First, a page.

Does anyone remember the "Blair Doctrine?" In April 1999, Tony Blair gave a speech in Chicago laying out his "doctrine of international community."
Essentially, Blair was providing a public justification for NATO's intervention in Kosovo. He made a powerful speech, grounded in ideas about international interdependence, outlining a moral obligation to act against Milosevic:
"This is a just war, based not on any territorial ambitions but on values. We cannot let the evil of ethnic cleansing stand. We must not rest until it is reversed."
Much of the speech detailed other measures that fleshed out his doctrinal idea. While these were interesting and broad ranging (financial reform, trade, Kyoto, etc.), I'm not going to address them right now.
Instead, I'm going to focus on the bulk of the speech, which was devoted to questions of international security -- and specifically the prospective use of force:
"The most pressing foreign policy problem we face is to identify the circumstances in which we should get actively involved in other people's conflicts."
This remains a central question of world politics, of course, and Iraq has only sharpened some of the argumentss. Though Blair discussed the merging of interests and moral values, he clearly recognized the need for limits on the use of force:
"Looking around the world there are many regimes that are undemocratic and engaged in barbarous acts. If we wanted to right every wrong that we see in the modern world then we would do little else than intervene in the affairs of other countries. We would not be able to cope. So how do we decide when and whether to intervene? I think we need to bear in mind five major considerations."
Because Blair is feeling so much political heat over Iraq, and the Bush administration seems to change the rationale for war on a regular basis, it is worth looking at the considerations Blair addressed. And to think of them in the context of Iraq.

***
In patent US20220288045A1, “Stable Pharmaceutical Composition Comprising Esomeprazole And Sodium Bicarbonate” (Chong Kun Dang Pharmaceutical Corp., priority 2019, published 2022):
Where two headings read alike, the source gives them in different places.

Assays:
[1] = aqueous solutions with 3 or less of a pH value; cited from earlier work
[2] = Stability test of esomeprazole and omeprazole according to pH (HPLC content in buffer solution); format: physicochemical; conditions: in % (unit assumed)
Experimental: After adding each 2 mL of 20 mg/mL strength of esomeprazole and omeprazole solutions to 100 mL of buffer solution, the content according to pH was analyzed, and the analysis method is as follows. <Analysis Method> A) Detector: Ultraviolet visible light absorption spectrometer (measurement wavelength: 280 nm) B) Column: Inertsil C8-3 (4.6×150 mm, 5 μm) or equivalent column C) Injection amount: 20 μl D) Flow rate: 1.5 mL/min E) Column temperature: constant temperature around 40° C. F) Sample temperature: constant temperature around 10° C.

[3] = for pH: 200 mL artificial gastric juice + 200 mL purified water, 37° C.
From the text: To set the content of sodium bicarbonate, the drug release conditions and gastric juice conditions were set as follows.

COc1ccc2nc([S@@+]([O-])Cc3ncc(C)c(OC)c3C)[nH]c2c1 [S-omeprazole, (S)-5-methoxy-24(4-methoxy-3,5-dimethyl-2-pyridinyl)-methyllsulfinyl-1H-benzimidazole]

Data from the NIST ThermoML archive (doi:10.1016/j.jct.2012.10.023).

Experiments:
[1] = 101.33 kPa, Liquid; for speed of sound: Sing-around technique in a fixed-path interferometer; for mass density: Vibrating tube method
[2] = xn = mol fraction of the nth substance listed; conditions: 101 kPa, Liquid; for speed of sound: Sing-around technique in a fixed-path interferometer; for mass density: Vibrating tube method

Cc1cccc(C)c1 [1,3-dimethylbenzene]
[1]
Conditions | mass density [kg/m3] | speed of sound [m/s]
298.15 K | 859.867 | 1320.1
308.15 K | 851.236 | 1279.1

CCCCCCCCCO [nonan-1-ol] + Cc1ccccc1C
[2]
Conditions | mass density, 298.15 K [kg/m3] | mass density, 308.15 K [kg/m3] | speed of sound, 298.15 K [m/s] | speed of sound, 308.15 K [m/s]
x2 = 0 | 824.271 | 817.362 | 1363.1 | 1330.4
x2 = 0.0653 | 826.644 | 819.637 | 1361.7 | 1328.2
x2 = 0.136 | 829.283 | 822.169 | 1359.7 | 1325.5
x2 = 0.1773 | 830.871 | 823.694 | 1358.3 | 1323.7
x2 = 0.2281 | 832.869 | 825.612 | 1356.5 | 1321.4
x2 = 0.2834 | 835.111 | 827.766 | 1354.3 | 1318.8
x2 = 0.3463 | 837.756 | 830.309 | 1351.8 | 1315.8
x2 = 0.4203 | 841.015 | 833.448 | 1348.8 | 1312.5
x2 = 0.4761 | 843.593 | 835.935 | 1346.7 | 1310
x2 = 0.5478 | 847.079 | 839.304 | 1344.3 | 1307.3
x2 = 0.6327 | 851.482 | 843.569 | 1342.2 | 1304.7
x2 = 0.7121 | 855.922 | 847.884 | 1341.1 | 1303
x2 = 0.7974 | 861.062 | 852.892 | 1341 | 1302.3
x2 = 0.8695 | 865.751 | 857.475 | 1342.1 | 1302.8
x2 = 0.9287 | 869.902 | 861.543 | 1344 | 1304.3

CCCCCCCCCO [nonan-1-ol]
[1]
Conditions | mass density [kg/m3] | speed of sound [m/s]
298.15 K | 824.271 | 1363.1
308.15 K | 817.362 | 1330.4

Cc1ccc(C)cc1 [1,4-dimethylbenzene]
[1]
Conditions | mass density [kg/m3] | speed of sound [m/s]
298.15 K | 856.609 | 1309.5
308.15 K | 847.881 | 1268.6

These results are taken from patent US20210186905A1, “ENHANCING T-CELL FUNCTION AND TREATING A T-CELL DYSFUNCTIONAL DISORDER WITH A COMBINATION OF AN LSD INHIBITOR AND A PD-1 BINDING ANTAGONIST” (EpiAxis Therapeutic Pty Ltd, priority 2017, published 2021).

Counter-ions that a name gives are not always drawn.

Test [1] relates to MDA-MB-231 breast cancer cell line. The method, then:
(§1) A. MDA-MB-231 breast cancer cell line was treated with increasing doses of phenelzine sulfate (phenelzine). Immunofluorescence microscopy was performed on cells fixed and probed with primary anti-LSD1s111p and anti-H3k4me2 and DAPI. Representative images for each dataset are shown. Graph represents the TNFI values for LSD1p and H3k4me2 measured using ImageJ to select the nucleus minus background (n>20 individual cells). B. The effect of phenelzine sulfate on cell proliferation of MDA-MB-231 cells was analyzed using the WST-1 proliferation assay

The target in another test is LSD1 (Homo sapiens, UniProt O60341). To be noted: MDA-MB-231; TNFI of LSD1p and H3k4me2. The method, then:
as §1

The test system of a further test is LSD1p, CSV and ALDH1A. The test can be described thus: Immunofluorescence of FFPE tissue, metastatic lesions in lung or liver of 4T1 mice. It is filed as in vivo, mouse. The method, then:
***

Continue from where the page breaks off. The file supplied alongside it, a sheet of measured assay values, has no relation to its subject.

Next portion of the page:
"First, are we sure of our case?" Hmmm. Strike one.
"Second, have we exhausted all diplomatic options?" The Germans and French certainly didn't think so. And neither did most of the rest of the Security Council and many, many other states. Strike two?
"Third, on the basis of a practical assessment of the situation, are there military operations we can sensibly and prudently undertake?" Yes, the military is pretty effective at traditional war tasks. Ball.
"Fourth, are we prepared for the long term? In the past we talked too much of exit strategies." Rumsfeld declared the end of "exit strategies" just days after 9/11. Neither the US nor the UK seems to have an exit strategy for Iraq. Then again, it's not at all clear that they were prepared for the post-war Iraq situation. I recommend people check out the story about Anthony Zinni in today's Washington Post.
"And finally, do we have national interests involved?" Again, this seems subject to debate. Iraq is an important state, strategically located in the oil-rich Middle East. However, Blair clearly didn't think these kinds of wars should bring material gain to the intervening states. Much of the Arab world and even Western Europe has deep suspicions about US motives in Iraq.
Strike three? Maybe.
I apologize for quoting a lot of this speech, but it was a good one. Here's a final point to emphasize:
"Any new rules, however, will only work if we have reformed international institutions with which to apply them. If we want a world ruled by law and by international co-operation then we have to support the UN as its central pillar. But we need to find a new way to make the UN and its Security Council work if we are not to return to the deadlock that undermined the effectiveness of the Security Council during the Cold War."
So why am I going back to all this now? An AP story today strongly implied that the Blair government may be about to split with the US over the role of the UN in Iraq:
"We want the United Nations to have an important role and we want as much international support as possible for what we want to achieve in Iraq," a Foreign Office spokesman said on condition of anonymity. "Clearly we've been involved with lots of discussions with the Americans."
"Do we support the idea of a resolution?" he continued. "Yes, we do. ... Not necessarily this particular resolution."
A lot of media outlets in the US commonly report on the State Department's alleged rifts with the Pentagon. Given that Powell apparently convinced Bush to go back to the UN, the entire situation in Iraq could be about to change dramatically. As one headline stated, "State Dept. Outflanks Pentagon on Iraq."
If neither Powell nor Blair are willing to side with the Pentagon any longer, the neocons could at last be facing powerful political opposition.
Draw your own conclusions, but it looks like the US might genuinely have to turn over the keys in Iraq to the UN.